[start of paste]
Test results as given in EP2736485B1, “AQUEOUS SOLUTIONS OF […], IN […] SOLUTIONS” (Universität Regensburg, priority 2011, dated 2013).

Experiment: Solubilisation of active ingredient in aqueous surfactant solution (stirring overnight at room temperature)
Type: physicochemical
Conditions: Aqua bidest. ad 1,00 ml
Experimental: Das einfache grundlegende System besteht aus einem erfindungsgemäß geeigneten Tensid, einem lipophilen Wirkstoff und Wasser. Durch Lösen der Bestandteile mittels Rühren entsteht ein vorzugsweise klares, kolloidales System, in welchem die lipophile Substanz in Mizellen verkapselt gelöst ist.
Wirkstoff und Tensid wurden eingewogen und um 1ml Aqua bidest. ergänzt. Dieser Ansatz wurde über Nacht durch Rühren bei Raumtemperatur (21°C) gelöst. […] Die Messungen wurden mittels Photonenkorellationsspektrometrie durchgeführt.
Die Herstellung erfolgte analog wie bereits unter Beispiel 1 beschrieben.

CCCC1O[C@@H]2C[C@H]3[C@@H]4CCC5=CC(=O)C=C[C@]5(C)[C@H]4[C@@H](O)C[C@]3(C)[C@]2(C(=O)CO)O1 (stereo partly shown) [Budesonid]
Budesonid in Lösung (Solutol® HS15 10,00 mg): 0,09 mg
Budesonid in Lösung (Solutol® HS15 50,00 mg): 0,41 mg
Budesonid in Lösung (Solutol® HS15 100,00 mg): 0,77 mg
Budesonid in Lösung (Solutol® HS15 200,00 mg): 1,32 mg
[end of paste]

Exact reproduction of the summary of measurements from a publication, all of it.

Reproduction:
Test results as given in EP2736485B1, “AQUEOUS SOLUTIONS OF […], IN […] SOLUTIONS” (Universität Regensburg, priority 2011, dated 2013).

Experiment: Solubilisation of active ingredient in aqueous surfactant solution (stirring overnight at room temperature)
Type: physicochemical
Conditions: Aqua bidest. ad 1,00 ml
Experimental: Das einfache grundlegende System besteht aus einem erfindungsgemäß geeigneten Tensid, einem lipophilen Wirkstoff und Wasser. Durch Lösen der Bestandteile mittels Rühren entsteht ein vorzugsweise klares, kolloidales System, in welchem die lipophile Substanz in Mizellen verkapselt gelöst ist.
Wirkstoff und Tensid wurden eingewogen und um 1ml Aqua bidest. ergänzt. Dieser Ansatz wurde über Nacht durch Rühren bei Raumtemperatur (21°C) gelöst. […] Die Messungen wurden mittels Photonenkorellationsspektrometrie durchgeführt.
Die Herstellung erfolgte analog wie bereits unter Beispiel 1 beschrieben.

CCCC1O[C@@H]2C[C@H]3[C@@H]4CCC5=CC(=O)C=C[C@]5(C)[C@H]4[C@@H](O)C[C@]3(C)[C@]2(C(=O)CO)O1 (stereo partly shown) [Budesonid]
Budesonid in Lösung (Solutol® HS15 10,00 mg): 0,09 mg
Budesonid in Lösung (Solutol® HS15 50,00 mg): 0,41 mg
Budesonid in Lösung (Solutol® HS15 100,00 mg): 0,77 mg
Budesonid in Lösung (Solutol® HS15 200,00 mg): 1,32 mg